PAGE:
Brand owners and brand users, be on alert – big changes
may be coming to Canada's trade-marks laws and some of them
aren't pretty. Some of them are really good developments,
as well, that will put us in step with international intellectual
property law norms, but all of them are going to dramatically alter
the way we view trade-mark protection in this country from now
This will resonate particularly loudly for businesses in the
franchise industry. If you are a franchisor, you need to
understand not only how your (old) trade-marks are protected and
rights to them enforced, but also how your (new) trade-marks will
be applied for and registered in the future. After all, these
marks are your notice to the world that you are doing business
under them and that they are not available for use in connection
with similar products and services. If you are a franchisee,
you are likely spending a lot of money to buy into a brand, and
name recognition is a big part of that. You certainly want to
know that your franchisor has exclusive rights to those marks and
that they won't be vulnerable to modifications as a result of
improper use or infringement allegations.
These changes are coming by way of a federal government bill to
make major amendments to Canada's Trade-marks Act to
prepare Canada for a likely ratification of a number of
international intellectual property treaties, which itself was
largely a step towards preparing for a Canada-European Union free
trade agreement. While some of the changes are superficial
and overdue (e.g. replacing the spelling of "trade-mark"
with the more universal "trademark"; replacing the
antiquated term "wares" with "goods"), some of
the more substantive proposed changes to be aware of are as
Classification of goods and services –
rather than drafting a description of goods and services in
trade-mark applications in "ordinary commercial terms"
only, Canada will adopt the Nice Classification system which
divides goods and services into prescribed classes. While the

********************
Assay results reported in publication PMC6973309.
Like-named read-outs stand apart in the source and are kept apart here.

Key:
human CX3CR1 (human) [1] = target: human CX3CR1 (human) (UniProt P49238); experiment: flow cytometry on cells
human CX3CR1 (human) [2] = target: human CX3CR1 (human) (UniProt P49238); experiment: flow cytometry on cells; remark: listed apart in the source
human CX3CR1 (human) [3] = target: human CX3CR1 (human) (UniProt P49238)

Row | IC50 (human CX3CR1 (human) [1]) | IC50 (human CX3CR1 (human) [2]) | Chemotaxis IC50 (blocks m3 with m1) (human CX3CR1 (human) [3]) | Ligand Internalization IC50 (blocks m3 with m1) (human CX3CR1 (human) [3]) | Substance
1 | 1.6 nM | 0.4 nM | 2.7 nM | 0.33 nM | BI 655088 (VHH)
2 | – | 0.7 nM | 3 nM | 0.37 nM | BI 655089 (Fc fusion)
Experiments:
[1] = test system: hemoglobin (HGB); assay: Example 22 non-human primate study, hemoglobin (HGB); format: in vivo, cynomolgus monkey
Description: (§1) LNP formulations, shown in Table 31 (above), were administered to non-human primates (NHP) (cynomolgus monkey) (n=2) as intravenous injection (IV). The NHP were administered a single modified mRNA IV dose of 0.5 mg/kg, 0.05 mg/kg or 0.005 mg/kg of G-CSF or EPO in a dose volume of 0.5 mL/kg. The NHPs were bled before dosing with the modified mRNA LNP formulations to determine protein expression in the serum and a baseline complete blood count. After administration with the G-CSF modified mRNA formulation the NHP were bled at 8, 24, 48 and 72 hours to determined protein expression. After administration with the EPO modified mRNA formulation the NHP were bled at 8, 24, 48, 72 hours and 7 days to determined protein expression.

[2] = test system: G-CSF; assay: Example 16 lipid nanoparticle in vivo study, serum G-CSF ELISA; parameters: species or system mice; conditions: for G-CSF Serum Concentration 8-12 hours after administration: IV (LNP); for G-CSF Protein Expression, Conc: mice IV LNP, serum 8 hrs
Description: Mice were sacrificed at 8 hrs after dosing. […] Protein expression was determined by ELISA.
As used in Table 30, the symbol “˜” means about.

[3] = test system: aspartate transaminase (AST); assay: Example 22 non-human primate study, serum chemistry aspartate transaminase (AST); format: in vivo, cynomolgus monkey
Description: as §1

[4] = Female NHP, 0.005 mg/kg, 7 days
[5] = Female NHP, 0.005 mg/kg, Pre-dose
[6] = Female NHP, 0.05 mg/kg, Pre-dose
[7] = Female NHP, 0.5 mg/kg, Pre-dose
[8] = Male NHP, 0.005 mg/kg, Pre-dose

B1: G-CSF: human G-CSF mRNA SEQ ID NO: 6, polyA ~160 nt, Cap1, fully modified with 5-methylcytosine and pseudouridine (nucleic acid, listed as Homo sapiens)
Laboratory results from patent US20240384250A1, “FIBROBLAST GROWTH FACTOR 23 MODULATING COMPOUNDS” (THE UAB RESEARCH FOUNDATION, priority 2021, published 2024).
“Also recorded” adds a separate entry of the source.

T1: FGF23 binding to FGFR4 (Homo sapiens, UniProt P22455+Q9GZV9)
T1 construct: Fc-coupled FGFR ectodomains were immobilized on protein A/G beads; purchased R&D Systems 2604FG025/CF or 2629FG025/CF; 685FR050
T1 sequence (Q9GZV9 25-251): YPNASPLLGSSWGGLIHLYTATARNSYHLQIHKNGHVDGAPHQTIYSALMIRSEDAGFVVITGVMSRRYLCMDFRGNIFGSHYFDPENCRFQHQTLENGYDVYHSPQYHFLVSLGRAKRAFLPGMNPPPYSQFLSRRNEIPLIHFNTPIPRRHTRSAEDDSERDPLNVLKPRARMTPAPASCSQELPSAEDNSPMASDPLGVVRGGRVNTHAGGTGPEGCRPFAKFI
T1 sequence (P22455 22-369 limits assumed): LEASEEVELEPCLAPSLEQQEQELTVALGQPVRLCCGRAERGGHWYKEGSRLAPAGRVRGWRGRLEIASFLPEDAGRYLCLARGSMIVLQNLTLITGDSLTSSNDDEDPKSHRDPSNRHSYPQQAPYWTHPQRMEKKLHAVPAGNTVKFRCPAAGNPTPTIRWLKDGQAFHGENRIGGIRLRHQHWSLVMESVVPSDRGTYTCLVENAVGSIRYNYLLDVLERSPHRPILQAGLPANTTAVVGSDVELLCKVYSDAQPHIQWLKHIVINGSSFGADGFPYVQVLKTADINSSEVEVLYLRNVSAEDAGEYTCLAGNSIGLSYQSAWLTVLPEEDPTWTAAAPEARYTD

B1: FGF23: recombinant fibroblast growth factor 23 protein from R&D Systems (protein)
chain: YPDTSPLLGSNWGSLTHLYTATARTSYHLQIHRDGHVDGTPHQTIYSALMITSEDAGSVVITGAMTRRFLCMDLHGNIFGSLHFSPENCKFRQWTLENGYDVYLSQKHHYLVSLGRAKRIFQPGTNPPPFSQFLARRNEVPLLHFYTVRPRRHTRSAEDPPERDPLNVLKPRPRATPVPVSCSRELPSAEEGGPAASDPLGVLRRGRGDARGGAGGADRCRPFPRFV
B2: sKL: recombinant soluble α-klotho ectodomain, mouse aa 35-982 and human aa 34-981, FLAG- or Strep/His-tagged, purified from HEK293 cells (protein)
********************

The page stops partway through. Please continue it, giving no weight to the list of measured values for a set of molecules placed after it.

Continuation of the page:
predictability and consistency will be nice, it remains to be seen
whether application fees will be charged on a per-class basis, as
is the case in some jurisdictions, which would make Canadian
trade-mark applications costlier.
International registration of trade-marks
– currently, trade-mark owners in Canada need to make
separate applications for their marks here and any other country
where they are seeking trade-mark protection. Under the new
regime, Canada would keep up with international filing norms and
permit applicants to file in numerous international jurisdictions
at the same time.
Eliminating the requirement that a trade-mark be
used – currently, you can apply for a trade-mark in
Canada on the basis of "proposed use" and will then have
3 years to demonstrate actual use before obtaining
registration. The proposed changes will eliminate this
'use' requirement and permit registration so long as the
applicant is the party entitled to the trade-mark (i.e. no other
confusing marks exist) and there is an intent to use the mark in
the future. This will need to all sorts of predicable and
not-so-predictable issues relating to squatters of certain
trade-marks and domain names, and would be a terrible result for
current and future brand-owners.
Term – the current trade-mark
registration term of 15 years would be reduced to 10. This
may weed out trade-marks that have fallen out of use, but is also
an acceleration of the payment of government renewal fees by 5
The modernization of Canada's trade-mark laws to better
facilitate international commerce and intellectual property
protection should be welcomed by the franchise industry.
However, certain of these changes may be catastrophic in their
implementation and enforcement and will hopefully not be enacted
with the balance of the amendments.
The content of this article is intended to provide a general
guide to the subject matter. Specialist advice should be sought
about your specific circumstances.
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A recent Saskatchewan Court of Queen's Bench decision allowed a court-appointed receiver to sell and transfer intellectual property rights free and clear of encumbrances, finding that a license to use improvements of an invention was a contractual interest and not a property interest.
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